• Kira


Designers don't design in a vacuum. We always design based on a precedent, sometimes from personal experiences, sometimes from observations from the world around us. But there's always something behind a design.

As I've said in many places on my website, I get a lot of my inspiration from architecture, mathematics, and graphic design. In these disciplines and others like them, you get the creativity and spontaneity of art, and the exactness and precision of math. Even within the constraints of rules, beautiful art can come out. And those rules can always be broken to make something unexpected. In my work, I try to skirt the line between art and design, allowing myself to experiment within certain constraints.

Beyond those general disciplines, I also get inspiration from other makers, artists, and designers. It's a non-exhaustive list, and much of my inspiration comes from the most random places and Pinterest posts. But these four artists are my main inspirations for building and expanding Generative Crochet and experimenting in my work.

Windy Chien - In addition to the minimalist aesthetic, I truly love Windy Chien's idea of taking something so mundane as knots and making them into a beautiful, well-composed, visually pleasing piece. As a child, I learned my knots and even made a knot board when I was a kid, but it was nowhere near as beautiful as what Chien designs. Her work inspires me to see the beauty and potential in even the most mundane of objects.

Mariana Baertl - When I first saw Mariana Baertl's work on Instagram under Living Fibers, I was amazed. Her skills in embroidery and composition and color are unmatched in my mind. Every piece she creates has a story with emotion, texture, and joy baked into it. She inspires me to keep experimenting. To combine different materials, play with color, and use yarn in an unconventional way. Even though I love working in geometric and mathematical shapes, who says weaving and fiber art need to be in straight lines? They naturally move like waves and drape in organic shapes, making nothing recognizable, but making something meaningful.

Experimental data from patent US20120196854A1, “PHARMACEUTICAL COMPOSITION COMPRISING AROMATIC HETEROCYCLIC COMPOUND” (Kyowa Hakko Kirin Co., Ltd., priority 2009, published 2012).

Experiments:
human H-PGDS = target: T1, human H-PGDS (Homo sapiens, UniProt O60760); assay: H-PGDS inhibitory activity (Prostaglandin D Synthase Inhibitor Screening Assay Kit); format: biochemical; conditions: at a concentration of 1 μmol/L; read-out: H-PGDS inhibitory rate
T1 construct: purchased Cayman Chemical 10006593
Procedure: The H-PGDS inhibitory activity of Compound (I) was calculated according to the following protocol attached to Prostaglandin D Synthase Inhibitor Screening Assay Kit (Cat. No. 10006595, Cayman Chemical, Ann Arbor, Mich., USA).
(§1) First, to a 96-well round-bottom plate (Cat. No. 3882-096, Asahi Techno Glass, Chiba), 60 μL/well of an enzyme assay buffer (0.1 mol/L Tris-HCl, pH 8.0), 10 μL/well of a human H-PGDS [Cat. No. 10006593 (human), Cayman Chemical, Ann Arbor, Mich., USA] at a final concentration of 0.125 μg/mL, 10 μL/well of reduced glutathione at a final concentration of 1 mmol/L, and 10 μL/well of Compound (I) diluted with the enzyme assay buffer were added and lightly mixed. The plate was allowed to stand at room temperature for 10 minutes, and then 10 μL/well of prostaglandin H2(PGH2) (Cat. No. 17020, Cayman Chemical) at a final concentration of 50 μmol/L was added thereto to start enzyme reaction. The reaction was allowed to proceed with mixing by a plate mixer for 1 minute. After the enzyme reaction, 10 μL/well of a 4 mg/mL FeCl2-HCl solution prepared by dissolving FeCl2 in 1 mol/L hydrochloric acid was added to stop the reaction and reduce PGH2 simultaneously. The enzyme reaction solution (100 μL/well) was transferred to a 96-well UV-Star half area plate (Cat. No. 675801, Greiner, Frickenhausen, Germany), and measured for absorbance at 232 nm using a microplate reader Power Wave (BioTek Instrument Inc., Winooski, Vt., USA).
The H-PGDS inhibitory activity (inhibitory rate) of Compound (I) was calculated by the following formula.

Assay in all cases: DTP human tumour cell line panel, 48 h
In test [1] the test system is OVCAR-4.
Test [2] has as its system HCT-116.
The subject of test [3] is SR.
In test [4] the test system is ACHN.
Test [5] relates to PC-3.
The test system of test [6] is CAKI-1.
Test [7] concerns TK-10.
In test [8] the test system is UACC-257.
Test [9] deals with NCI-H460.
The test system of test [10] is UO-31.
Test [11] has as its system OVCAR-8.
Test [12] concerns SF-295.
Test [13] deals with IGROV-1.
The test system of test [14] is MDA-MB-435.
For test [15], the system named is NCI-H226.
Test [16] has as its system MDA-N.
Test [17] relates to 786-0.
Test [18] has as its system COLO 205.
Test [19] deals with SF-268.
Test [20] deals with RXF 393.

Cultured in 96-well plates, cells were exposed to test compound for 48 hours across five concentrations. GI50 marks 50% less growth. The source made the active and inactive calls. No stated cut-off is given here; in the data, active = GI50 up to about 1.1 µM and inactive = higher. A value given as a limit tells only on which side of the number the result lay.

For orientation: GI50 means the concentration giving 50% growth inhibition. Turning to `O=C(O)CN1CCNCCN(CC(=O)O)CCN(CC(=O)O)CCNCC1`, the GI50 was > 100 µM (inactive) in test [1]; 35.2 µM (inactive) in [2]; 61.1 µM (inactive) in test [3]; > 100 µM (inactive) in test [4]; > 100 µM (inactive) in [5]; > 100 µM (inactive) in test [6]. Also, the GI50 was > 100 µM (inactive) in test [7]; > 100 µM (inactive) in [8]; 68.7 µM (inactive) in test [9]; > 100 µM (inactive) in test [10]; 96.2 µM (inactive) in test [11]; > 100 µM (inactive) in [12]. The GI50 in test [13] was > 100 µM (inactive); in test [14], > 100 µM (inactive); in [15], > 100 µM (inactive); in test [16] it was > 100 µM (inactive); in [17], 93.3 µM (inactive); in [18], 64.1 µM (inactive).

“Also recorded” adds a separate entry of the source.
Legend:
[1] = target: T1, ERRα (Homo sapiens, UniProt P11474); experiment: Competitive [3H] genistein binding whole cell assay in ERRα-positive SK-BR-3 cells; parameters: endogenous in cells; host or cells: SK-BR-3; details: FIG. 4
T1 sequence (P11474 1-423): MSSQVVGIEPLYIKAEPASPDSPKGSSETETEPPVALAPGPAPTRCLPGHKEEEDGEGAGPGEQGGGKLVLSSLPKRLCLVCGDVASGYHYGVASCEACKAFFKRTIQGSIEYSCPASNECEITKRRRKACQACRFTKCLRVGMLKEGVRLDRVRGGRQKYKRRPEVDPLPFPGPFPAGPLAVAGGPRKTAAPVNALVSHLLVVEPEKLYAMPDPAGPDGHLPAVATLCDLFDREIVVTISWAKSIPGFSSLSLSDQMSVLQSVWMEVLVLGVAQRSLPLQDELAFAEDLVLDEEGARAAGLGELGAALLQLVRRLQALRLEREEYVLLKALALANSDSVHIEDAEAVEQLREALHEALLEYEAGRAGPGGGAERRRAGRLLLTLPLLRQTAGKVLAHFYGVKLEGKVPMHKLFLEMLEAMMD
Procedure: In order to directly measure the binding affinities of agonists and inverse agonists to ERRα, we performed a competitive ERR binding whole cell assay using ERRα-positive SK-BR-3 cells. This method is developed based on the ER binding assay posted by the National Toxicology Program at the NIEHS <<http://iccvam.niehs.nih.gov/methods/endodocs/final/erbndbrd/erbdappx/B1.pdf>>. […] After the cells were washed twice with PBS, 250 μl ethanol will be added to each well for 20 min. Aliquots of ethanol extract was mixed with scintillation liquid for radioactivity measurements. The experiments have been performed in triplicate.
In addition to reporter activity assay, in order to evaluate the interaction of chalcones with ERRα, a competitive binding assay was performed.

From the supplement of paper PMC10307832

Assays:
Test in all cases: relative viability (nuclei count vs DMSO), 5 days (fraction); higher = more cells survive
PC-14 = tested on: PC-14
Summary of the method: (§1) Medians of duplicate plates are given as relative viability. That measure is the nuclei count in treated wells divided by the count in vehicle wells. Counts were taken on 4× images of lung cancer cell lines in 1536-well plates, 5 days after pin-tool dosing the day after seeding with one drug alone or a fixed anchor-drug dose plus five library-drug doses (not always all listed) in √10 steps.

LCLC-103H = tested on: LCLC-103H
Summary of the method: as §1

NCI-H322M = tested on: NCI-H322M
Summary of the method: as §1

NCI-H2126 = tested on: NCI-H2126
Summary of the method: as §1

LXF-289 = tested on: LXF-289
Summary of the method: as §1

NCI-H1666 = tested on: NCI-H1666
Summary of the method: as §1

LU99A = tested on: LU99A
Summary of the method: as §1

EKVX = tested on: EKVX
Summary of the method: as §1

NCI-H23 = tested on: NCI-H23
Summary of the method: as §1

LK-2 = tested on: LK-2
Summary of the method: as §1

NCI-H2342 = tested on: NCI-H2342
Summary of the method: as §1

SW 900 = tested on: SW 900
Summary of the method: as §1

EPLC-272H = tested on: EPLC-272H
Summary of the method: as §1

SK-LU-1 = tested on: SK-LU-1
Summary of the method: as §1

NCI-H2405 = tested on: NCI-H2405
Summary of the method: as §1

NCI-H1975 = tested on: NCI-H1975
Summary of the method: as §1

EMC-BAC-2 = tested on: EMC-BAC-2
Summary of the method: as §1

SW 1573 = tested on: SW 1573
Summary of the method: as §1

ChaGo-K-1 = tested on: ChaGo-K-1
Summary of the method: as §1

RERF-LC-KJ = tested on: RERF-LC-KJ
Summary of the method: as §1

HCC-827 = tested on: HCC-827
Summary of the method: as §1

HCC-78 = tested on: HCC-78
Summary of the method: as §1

Susanna Bauer - I found Susanna Bauer fairly recently and I remember being completely amazed at how she uses crochet in such an unconventional way. Who would have thought to crochet on leaves? And her work is so intricate and well-crafted as well. Her work brings me so much delight and encourages me to think outside the box.

Saskia Freeke - I use Processing a lot for my personal coding projects as well as for past research projects. As a designer/engineer, I love the fact that there's a visual coding tool out there. I came across Freeke's work on Open Processing and fell in love immediately, following her on Open Processing, Tumblr, and Instagram. I loved the bold graphics and how she plays with color and animation in her Processing sketches. Her work is so engaging, and it encourages me to find new ways to relate colors to each other and use crochet as a graphic design tool.

I'll also share my Pinterest boards relating to things that inspire me the most.



Color and Textures

Design (contains a mix of things)

Maybe you found something in this list to inspire you or that can inspire someone else. Use them to play, experiment, and make.

#inspirations #inspire

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© 2018 by Kira Street